McKibben’s moment of political transformation occurred in Bangladesh, a country of 140 million that, until the very recent past, fed itself. Now, the Bay of Bengal is rising. The glaciers that fed the primary rivers are receding. Dengue fever increased by 200% in the last decade. Like hundreds of thousands of others, he caught it. In a hospital ward crammed with cots and suffering people lying on the floor, his second thought (after “I feel terrible”) was “Boy, this is not fair.” In Bangladesh, the main mode of transportation is the bicycle rickshaw. Most people live off the grid. The patients in that ward were suffering from a problem they did not cause.
McKibben felt morally compelled to act. Back in Vermont, he organized a demonstration that began at poet icon Robert Frost’s home and, after five days, reached the steps of the state capital in Burlington. Over 1,000 people met the marchers there and all the candidates running in the upcoming election, Republicans and Democrats alike, signed a pledge to reduce greenhouse gasses 80% by 2050. The experience fostered McKibben’s belief in the political power of people showing up.
In McKibben’s view, the push for climate stability already has a superstructure: Al Gore and numerous policy analysts point the way we need to go. Solutions exist. But there’s no citizen movement. People haven’t been activated to show up in person and insist on governmental action.
In the summer of 2007, accelerated melting of the Arctic became obvious. Panicked scientists called McKibben in the middle of the night. The old target of 2050 was out of date. The new target had to be 2020: not one lightbulb at a time or one nation at a time but one planet at a time.
In 2008, James Hansen and other scientists wrote that they knew enough, with data on the Arctic melt and records of paleoclimatology, to know that life on Earth is not compatible with more than 350 million parts per million of CO2 in the atmosphere.
McKibben took 350 as a rallying cry. “One wouldn’t usually choose a wonky data point,” he said. “It’s not as rousing as ‘I have a dream’.” But numbers are close to a universal language and climate change requires a worldwide movement. With a staff of seven grads from Middlebury College, where McKibben is a scholar in residence, he launched 350.org.
Each grad took responsibility for a continent. The one who got Antarctica also got the internet. They found that lots of young people who work on public health, food security, social justice, war and peace and women’s issues realize that their goals will never be met without climate stability. They held camps for these “kids” who then returned home to work.
The first day of global action was October 24, 2009.Two days before, 18 girls in Ethiopa called in tears – the government had taken away their permit for action on the 24th. They had to do it a day early and worried about ruining it for everyone. McKibben reassured them and on October 23, 15,000 people marched and chanted in the streets of Addis Ababa. There were 5,100 actions in 180 countries, most of them, in McKibben’s view, “putting lie to the old canard that only rich white people are environmentalists.” The climate summit in Copenhagen was 6 weeks later. One hundred and seventy nations adopted 350 ppm as their nation’s target – but the nations that are richest and most addicted to oil refused.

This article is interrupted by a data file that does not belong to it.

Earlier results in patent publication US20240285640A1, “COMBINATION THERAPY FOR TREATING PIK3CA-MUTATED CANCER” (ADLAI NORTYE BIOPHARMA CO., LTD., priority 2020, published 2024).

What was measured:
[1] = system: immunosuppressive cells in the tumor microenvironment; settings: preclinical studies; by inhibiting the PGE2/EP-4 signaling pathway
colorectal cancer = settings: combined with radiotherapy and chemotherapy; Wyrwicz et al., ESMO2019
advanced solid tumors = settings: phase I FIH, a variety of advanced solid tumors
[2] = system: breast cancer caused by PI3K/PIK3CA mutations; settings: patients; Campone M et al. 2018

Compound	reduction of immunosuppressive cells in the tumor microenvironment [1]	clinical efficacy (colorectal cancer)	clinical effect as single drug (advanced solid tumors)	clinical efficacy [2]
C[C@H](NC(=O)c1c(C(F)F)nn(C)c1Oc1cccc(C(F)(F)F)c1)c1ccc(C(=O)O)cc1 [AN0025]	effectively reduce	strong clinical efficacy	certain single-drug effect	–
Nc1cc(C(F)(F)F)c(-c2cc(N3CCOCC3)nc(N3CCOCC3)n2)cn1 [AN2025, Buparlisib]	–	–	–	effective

McKibben and his staff declined to collapse in despair. Instead, in 2010, they organized a day of climate action, with 7,400 work parties in 189 countries (all nations but North Korea). “It was grand,” said McKibben, “but nowhere near enough.”
350.org plans it’s next day of climate action for September 24, 2011, with the theme of motion. McKibben expects bikes will play a big role. Bikes are a favoured vehicle of both poor and rich. The 350.org website will serve as a clearing house for people to find actions in their areas. Actions get planned by local people who choose an action and post it on the website. McKibben has found that people very much want to be a part of climate action but only if they have the assurance that other people are doing something at the same time so that it has enough "oomph" to matter.
Consensus on climate solutions center around raising the price on carbon in a way that protects the poor. But this won't happen unless we build a movement that matches the power of the fossil fuel industry within governments. McKibben sees Copenhagen and the failure to legislate cap and trade in the US as the death knell of government responsibility. They are too deeply involved in the monetary benefits of dealing a toxic, addictive substance to see the deadly consequences. "If a foreign government was doing the same thing to the atmosphere secretely," McKibben said, "we'd bomb the hell out of them." He finds hope in the determination shown in the Arab world to topple mighty dictatorships that serve the few. He wishes there was another way. But there isn't.